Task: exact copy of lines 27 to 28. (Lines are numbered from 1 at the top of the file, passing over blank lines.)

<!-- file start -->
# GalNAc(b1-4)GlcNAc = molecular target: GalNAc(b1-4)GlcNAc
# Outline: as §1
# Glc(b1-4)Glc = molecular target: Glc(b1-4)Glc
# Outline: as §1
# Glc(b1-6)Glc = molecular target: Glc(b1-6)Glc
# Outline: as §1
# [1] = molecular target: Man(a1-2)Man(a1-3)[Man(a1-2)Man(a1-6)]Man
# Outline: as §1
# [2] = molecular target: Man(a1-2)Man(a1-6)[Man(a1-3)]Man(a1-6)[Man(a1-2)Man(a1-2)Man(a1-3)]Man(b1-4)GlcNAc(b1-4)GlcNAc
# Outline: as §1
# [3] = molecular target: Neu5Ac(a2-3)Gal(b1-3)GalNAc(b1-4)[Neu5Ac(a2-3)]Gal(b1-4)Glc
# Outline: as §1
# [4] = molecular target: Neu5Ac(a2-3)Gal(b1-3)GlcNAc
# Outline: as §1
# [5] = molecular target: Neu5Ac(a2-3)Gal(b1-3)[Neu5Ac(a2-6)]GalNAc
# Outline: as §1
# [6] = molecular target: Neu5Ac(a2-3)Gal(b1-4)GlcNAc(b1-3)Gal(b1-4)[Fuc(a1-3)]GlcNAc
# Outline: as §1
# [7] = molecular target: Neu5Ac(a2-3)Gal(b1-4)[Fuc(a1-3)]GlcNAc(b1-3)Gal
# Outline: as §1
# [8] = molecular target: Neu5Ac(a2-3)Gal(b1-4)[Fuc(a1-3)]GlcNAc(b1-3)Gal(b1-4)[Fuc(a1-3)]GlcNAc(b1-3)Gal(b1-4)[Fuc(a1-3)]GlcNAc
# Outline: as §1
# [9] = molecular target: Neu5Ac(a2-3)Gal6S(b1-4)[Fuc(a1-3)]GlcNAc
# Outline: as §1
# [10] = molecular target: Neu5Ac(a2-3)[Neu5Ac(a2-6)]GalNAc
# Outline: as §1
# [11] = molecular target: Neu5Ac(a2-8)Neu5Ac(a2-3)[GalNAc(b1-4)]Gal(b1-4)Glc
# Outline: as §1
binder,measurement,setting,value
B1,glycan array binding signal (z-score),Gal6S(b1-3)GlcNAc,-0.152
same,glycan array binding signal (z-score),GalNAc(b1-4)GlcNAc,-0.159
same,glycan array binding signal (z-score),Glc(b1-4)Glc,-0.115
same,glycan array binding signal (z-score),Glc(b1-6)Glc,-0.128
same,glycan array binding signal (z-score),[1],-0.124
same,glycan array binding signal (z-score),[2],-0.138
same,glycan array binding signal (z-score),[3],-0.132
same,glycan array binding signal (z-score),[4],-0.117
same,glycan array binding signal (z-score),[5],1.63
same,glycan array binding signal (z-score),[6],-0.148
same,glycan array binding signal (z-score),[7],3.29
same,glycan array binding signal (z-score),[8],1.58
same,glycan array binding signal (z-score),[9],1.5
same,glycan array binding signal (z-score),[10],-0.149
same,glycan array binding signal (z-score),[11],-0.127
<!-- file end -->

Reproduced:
# [11] = molecular target: Neu5Ac(a2-8)Neu5Ac(a2-3)[GalNAc(b1-4)]Gal(b1-4)Glc
# Outline: as §1